Neural and Cognitive Correlates of the Common and Specific Variance Across Externalizing Problems in Young Adolescence

Castellanos-Ryan, Natalie and Struve, Maren and Whelan, Robert and Banaschewski, Tobias and Barker, Gareth J and Bokde, Arun LW and Bromberg, Uli and Psych, Dipl and B├╝chel, Christian and Flor, Herta and others
American Journal of Psychiatry, 2014

Longitudinal and family-based research suggests that conduct disorder, substance misuse, and ADHD involve both unique forms of dysfunction as well as more specific dysfunctions unique to each condition. Using direct measures of brain function, this study also found evidence in both unique and disorder-specific perturbations.

The authors sought to model the unique and common variance across conduct disorder, substance misuse, and attention deficit hyperactivity disorder (ADHD) and to investigate the neurocognitive factors that relate generally or uniquely to externalizing problems in adolescence.

Personality and behavioral measures and functional imaging responses to reward sensitivity and response inhibition tasks were assessed in 1,778 European adolescents at age 14 and, using structural equation modeling, were related to the unique and common variance across externalizing problems assessed and modeled at ages 14 and 16.

Externalizing problems best fit a general-specific model made up of a specific factor representing ADHD and conduct disorder symptoms, a specific factor representing substance misuse symptoms, and a common externalizing factor representing the variance shared among all symptoms. Common variance across externalizing problems was associated with high impulsivity and delay discounting as well as low blood-oxygen-level-dependent (BOLD) response in the substantia nigra and subthalamic nucleus but high BOLD response in the presupplementary motor area and precentral gyrus during successful inhibition. Unique variance for ADHD/conduct disorder was associated with impulsivity, poor response inhibition, and high delay discounting, as well as low BOLD response in frontal brain areas bilaterally during failed inhibition. In contrast, unique variance for substance misuse was associated with high sensation seeking and delay discounting, as well as differential brain response to reward anticipation: high BOLD response in the left orbitofrontal cortex but low BOLD response in the left inferior frontal gyrus.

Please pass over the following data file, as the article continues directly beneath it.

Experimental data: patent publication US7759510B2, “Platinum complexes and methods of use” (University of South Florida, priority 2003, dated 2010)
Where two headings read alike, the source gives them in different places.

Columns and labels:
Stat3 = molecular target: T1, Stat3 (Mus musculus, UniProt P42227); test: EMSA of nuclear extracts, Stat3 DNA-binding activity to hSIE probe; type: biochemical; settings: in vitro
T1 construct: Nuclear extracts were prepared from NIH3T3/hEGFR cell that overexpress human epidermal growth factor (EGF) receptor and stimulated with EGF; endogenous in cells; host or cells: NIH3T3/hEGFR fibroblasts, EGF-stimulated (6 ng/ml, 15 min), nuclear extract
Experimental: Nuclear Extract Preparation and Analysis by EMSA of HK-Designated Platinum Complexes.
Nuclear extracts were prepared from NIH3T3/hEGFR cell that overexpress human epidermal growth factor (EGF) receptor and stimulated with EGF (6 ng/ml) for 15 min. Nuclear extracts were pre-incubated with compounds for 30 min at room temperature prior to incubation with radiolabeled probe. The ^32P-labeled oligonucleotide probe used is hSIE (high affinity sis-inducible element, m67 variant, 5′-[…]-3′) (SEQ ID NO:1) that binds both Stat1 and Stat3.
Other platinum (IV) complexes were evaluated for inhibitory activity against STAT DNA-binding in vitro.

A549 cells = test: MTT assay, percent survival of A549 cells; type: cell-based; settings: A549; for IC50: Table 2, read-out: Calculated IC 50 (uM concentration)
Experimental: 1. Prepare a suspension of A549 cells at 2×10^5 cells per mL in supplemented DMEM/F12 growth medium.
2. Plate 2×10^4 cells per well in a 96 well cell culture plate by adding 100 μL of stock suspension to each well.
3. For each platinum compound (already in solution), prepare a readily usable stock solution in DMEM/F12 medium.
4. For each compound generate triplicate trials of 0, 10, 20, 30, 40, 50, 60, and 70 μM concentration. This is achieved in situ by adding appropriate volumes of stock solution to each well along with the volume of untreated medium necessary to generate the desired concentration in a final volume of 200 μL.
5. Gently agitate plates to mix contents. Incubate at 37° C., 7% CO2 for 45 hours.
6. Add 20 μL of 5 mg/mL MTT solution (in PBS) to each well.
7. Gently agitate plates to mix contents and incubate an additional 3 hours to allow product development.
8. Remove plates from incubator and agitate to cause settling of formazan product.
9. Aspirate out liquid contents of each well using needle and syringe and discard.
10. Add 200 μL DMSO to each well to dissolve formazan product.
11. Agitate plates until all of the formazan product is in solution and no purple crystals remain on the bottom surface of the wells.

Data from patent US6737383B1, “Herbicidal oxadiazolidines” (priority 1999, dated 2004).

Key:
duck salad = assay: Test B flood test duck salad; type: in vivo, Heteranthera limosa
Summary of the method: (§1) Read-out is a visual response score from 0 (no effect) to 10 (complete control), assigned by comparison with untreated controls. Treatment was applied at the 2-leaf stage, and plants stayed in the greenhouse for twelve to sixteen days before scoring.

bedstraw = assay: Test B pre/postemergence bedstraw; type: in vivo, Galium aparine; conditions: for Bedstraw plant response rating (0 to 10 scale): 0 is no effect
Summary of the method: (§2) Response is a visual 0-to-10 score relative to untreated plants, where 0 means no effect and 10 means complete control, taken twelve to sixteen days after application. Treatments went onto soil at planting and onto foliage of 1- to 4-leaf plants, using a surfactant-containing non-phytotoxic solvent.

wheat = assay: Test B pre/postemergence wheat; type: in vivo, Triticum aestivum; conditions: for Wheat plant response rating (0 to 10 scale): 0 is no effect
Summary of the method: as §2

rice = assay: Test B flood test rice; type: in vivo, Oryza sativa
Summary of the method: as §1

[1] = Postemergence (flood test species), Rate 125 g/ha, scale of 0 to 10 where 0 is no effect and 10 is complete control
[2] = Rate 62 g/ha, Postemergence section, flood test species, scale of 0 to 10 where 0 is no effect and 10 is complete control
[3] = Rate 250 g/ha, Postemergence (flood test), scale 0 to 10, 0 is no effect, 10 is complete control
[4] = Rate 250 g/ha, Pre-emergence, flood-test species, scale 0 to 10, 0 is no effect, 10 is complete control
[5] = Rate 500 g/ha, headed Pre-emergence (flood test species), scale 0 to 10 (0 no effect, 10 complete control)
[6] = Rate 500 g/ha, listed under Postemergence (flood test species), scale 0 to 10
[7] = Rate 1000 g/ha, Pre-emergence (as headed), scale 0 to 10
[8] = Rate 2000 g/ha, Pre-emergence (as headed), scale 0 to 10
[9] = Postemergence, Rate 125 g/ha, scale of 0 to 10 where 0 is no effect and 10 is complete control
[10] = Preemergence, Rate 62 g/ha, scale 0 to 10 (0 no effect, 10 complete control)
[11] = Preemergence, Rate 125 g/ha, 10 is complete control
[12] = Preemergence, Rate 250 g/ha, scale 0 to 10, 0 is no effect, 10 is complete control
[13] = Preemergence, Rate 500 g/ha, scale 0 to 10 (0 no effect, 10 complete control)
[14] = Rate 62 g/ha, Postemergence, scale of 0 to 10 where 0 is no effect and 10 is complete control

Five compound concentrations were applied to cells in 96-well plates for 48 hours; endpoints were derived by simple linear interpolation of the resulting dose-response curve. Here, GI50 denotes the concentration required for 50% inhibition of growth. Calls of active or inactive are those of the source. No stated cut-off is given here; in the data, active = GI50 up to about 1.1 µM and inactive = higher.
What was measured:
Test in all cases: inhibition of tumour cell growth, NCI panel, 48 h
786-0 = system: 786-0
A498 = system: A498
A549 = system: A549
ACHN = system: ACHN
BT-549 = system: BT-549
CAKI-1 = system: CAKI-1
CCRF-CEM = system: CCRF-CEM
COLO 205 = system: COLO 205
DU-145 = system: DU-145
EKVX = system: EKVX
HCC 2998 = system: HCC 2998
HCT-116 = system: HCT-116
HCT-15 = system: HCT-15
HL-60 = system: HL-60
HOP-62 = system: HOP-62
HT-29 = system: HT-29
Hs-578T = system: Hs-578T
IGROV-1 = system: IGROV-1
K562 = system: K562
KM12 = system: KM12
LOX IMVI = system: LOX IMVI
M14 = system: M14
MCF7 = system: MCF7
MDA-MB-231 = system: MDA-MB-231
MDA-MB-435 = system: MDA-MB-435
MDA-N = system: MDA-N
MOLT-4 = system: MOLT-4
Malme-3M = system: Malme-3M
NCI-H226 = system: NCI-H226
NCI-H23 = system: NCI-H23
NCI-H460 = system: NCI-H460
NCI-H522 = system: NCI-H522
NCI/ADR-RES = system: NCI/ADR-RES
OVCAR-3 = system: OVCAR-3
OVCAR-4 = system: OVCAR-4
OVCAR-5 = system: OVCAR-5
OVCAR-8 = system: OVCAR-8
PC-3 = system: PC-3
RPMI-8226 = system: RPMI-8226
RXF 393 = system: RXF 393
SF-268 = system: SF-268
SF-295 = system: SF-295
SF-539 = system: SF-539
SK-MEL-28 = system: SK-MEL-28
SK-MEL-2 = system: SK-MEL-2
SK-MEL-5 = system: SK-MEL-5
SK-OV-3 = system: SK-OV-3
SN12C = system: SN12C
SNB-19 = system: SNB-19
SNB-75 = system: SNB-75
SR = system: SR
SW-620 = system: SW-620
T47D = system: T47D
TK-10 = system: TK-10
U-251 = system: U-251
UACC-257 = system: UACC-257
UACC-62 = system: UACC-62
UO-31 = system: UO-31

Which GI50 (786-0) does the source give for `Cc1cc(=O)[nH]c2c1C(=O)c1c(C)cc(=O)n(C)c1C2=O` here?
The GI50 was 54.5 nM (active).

Personality, behavioral, and fMRI findings suggest that abnormalities in response inhibition, error processing, and reward processing are differentially implicated in underlying vulnerability specific to ADHD/conduct disorder and substance misuse and general to externalizing problems.